It is doubtful the poor peasants of Judah ever had a stronger champion than fellow countryman Micah, the powerful preacher. Though neither as intellectually gifted as his contemporary Isaiah nor as popular as his peer to the north Hosea, Micah nevertheless defended the downtrodden with vigilant zeal. He cared for his people and warned them of certain punishment if they refused to repent. For this reason, we should not minimize Micah’s importance or regard him as a mere shadow of the great Isaiah. No way!
Who hasn’t heard of Jonah? As the brunt of numerous jokes and the classic example of a rebel, he's the most well-known prophet. His story—familiar to young and old alike—has been proclaimed, analyzed, criticized, and assaulted for centuries. Viewed by critics as something between parable and fable, the veracity of Jonah’s book has suffered greatly. To most scholars, it’s merely a myth, little more than a humorous legend that originated in the mind of some creative soul in antiquity. Nevertheless, it remains preserved by God…because it was inspired of God.
In the section of the Bible known as the Prophets, there are four points of interest that are interwoven together:
Israel (the northern kingdom) was steeped in religiosity, immorality, compromise, and complacency. The same evils plague much of our world today. In Israel, as is true today, a strong voice was needed—a determined, disciplined, courageous man of God to proclaim the truth and denounce sin. Amos was just the man! Born of humble means, raised to work with his hands, rugged and unflappable, Amos became one of the most colourful personalities among the prophets. God’s severe predictions of judgment had to be delivered by a man who modelled that message.
The name Joel is a combination of two divine names in Hebrew: Jehovah and God. Together, they mean “Jehovah is God.” And the prophet with this name believed Jehovah was God without reservation. God called Joel to interpret the contemporary events of his nation as well as predict some cataclysmic events of the future. Joel knew repentance must precede revival. Recently in Judah (the southern kingdom), a plague of locusts had devoured every green thing, leaving only desolation in their trail. Joel announced his conviction that God had sent the plague because of the sin of His people Judah.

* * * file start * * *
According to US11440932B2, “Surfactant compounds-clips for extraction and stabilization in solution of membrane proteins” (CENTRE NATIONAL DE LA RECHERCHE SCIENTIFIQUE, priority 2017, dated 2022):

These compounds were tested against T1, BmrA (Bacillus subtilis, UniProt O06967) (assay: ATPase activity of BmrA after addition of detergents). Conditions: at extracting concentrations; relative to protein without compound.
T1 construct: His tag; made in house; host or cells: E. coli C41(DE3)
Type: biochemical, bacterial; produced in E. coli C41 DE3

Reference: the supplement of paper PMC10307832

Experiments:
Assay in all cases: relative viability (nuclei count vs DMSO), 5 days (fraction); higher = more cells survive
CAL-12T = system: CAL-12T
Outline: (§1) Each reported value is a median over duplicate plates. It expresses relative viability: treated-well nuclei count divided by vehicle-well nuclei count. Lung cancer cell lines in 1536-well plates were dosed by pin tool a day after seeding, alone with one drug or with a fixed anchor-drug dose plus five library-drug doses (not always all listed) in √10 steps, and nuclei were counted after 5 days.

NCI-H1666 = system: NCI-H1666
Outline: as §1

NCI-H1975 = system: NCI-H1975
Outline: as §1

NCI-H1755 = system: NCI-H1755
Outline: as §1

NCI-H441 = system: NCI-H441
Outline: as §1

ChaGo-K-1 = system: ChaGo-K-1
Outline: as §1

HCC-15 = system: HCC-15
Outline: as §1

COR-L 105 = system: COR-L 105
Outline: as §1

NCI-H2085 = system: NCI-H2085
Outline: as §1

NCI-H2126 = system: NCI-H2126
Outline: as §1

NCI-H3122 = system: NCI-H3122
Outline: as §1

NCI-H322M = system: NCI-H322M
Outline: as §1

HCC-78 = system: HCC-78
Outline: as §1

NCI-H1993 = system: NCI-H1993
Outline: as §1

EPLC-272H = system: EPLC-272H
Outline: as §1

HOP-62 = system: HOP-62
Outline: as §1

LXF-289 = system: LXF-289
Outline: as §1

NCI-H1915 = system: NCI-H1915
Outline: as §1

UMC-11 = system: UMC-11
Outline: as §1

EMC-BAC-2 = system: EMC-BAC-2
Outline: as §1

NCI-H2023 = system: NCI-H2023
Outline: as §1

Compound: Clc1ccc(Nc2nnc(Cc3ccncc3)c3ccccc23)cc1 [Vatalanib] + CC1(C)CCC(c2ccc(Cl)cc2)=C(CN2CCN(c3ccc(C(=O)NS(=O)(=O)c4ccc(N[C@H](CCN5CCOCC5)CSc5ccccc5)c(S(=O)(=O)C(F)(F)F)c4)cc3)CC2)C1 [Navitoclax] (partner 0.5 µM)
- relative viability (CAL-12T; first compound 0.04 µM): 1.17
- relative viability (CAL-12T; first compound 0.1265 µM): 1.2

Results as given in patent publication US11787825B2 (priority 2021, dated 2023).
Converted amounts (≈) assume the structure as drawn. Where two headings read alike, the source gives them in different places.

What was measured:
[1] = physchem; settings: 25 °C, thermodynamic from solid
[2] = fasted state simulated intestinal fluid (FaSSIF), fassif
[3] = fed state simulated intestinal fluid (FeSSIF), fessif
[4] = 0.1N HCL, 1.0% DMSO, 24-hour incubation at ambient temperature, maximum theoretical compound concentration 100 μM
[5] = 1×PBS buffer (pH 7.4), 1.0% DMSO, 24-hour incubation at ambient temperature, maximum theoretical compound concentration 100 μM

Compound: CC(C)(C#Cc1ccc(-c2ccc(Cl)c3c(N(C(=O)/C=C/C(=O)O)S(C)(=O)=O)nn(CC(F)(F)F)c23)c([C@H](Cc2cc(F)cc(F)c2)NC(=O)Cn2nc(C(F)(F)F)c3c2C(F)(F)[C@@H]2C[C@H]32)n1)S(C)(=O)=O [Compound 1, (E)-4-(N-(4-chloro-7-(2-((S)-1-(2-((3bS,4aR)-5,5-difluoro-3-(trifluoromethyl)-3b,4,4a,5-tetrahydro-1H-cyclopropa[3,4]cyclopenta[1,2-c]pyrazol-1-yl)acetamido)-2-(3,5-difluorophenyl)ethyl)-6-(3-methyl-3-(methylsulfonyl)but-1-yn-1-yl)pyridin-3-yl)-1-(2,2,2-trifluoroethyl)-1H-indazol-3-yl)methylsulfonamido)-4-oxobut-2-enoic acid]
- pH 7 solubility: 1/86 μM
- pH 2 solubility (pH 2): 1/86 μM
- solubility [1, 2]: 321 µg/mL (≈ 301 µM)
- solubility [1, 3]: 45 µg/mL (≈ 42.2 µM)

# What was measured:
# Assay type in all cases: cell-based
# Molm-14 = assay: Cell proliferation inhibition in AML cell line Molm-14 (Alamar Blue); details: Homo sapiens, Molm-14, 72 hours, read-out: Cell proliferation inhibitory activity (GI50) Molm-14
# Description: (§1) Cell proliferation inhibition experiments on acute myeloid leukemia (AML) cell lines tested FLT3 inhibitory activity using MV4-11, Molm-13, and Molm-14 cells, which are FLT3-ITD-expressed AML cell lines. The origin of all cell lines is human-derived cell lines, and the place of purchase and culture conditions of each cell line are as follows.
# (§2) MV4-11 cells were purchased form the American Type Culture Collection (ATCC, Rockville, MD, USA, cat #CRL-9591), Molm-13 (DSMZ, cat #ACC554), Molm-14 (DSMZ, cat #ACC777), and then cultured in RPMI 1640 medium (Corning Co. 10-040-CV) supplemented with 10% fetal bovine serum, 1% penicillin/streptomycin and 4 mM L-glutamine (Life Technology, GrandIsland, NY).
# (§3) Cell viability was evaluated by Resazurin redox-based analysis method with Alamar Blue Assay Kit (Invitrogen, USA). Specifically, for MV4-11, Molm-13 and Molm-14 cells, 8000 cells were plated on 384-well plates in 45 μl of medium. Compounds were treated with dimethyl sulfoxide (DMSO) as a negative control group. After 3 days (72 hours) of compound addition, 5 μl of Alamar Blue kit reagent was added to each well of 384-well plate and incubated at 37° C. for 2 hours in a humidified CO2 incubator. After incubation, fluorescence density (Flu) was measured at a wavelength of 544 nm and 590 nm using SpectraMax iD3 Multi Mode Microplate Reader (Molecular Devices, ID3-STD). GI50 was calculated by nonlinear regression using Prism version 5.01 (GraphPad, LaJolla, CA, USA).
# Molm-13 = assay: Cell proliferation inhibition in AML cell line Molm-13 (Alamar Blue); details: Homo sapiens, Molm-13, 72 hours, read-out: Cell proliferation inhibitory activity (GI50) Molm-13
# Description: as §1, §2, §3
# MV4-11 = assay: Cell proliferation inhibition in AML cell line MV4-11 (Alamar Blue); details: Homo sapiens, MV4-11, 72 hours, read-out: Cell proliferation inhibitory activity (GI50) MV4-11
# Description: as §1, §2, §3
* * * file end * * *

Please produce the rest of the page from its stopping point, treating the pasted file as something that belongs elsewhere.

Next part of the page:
With Hosea’s story we begin the study of the 12 books commonly referred to as the Minor Prophets. They are “minor,” not because they are insignificant, but because their books are short compared to the Major Prophets. Hosea was a prophet to the 10 northern tribes called Israel. His contemporaries were Amos, Isaiah, Jonah, and Micah. Hosea’s was a pathetic, tragic life. In fact, few men in Scripture inspire such pity as Hosea.
It is doubtful that any Old Testament prophet played a more significant role in the history of Israel than Daniel. Taken from his homeland while still a teenager (he was no more than 15) and pushed through a highly competitive crash course in a foreign culture, Daniel emerged as the premier prophet during the reigns of several monarchs of the captivity era. In this person, we find a model of integrity, flawless to the core. And in his prophecies, we discover a panorama of truth regarding God’s plan for the Gentile nations outlined nowhere else in such clear detail.
Stuart Briscoe chose an apt title for his little book on Ezekiel: All Things Weird and Wonderful. You can’t read the prophet Ezekiel’s writings three minutes without encountering the strange, the phenomenal, or the wonderful. In his own unpredictable manner, Ezekiel told his readers about the Lord; he genuinely desired that people understand who God is. How needed are his words in our own day! Ezekiel wrote, preached, dramatized, warned, and prophesied for more than two decades.
Most of us have never been involved in the mop up after a battle or following a calamity. But those who have can testify that it is one of the most painful and pathetic experiences a human can endure. The ravages of war and the consequences of disaster are usually beyond belief or description. Few are those who can capture the tragic scene in words. Jeremiah was one of the few. His brief, biting journal of what he saw and felt following the fall of his beloved nation is contained in this short book.
Jeremiah wasn't the brightest among the prophets; Isaiah held that distinction. And the book of Jeremiah isn't the most difficult to understand—that award probably goes out to Ezekiel. Neither is Jeremiah the most influential (that’s Daniel) nor the most notorious—Jonah, without a doubt—or even the most to be pitied (hello, Hosea). But of all the prophets, for sure, Jeremiah was the most heroic. He was as a “pillar of iron” and “walls of bronze” (Jeremiah 1:18).